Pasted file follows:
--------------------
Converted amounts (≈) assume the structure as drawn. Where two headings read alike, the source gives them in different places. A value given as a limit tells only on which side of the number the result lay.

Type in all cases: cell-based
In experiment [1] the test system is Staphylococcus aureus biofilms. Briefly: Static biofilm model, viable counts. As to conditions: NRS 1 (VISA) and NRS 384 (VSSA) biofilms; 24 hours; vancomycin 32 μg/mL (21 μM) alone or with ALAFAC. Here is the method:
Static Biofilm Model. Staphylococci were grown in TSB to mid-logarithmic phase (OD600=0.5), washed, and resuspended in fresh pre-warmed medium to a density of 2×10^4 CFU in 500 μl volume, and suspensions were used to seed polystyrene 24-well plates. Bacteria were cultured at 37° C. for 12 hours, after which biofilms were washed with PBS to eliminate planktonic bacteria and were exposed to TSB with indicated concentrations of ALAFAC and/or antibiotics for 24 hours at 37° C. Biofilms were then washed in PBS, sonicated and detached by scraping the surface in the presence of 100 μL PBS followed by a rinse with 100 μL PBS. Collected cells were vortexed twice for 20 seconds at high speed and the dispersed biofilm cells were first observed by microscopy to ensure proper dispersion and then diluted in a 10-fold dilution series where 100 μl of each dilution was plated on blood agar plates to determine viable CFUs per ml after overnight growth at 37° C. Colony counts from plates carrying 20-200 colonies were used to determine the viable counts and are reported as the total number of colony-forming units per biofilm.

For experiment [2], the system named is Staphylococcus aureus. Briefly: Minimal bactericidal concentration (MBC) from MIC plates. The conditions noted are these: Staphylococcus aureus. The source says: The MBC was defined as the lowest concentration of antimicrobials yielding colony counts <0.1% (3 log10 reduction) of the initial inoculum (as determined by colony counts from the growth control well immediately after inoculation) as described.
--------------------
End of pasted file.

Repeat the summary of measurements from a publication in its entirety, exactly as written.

Converted amounts (≈) assume the structure as drawn. Where two headings read alike, the source gives them in different places. A value given as a limit tells only on which side of the number the result lay.

Type in all cases: cell-based
In experiment [1] the test system is Staphylococcus aureus biofilms. Briefly: Static biofilm model, viable counts. As to conditions: NRS 1 (VISA) and NRS 384 (VSSA) biofilms; 24 hours; vancomycin 32 μg/mL (21 μM) alone or with ALAFAC. Here is the method:
Static Biofilm Model. Staphylococci were grown in TSB to mid-logarithmic phase (OD600=0.5), washed, and resuspended in fresh pre-warmed medium to a density of 2×10^4 CFU in 500 μl volume, and suspensions were used to seed polystyrene 24-well plates. Bacteria were cultured at 37° C. for 12 hours, after which biofilms were washed with PBS to eliminate planktonic bacteria and were exposed to TSB with indicated concentrations of ALAFAC and/or antibiotics for 24 hours at 37° C. Biofilms were then washed in PBS, sonicated and detached by scraping the surface in the presence of 100 μL PBS followed by a rinse with 100 μL PBS. Collected cells were vortexed twice for 20 seconds at high speed and the dispersed biofilm cells were first observed by microscopy to ensure proper dispersion and then diluted in a 10-fold dilution series where 100 μl of each dilution was plated on blood agar plates to determine viable CFUs per ml after overnight growth at 37° C. Colony counts from plates carrying 20-200 colonies were used to determine the viable counts and are reported as the total number of colony-forming units per biofilm.

For experiment [2], the system named is Staphylococcus aureus. Briefly: Minimal bactericidal concentration (MBC) from MIC plates. The conditions noted are these: Staphylococcus aureus. The source says: The MBC was defined as the lowest concentration of antimicrobials yielding colony counts <0.1% (3 log10 reduction) of the initial inoculum (as determined by colony counts from the growth control well immediately after inoculation) as described.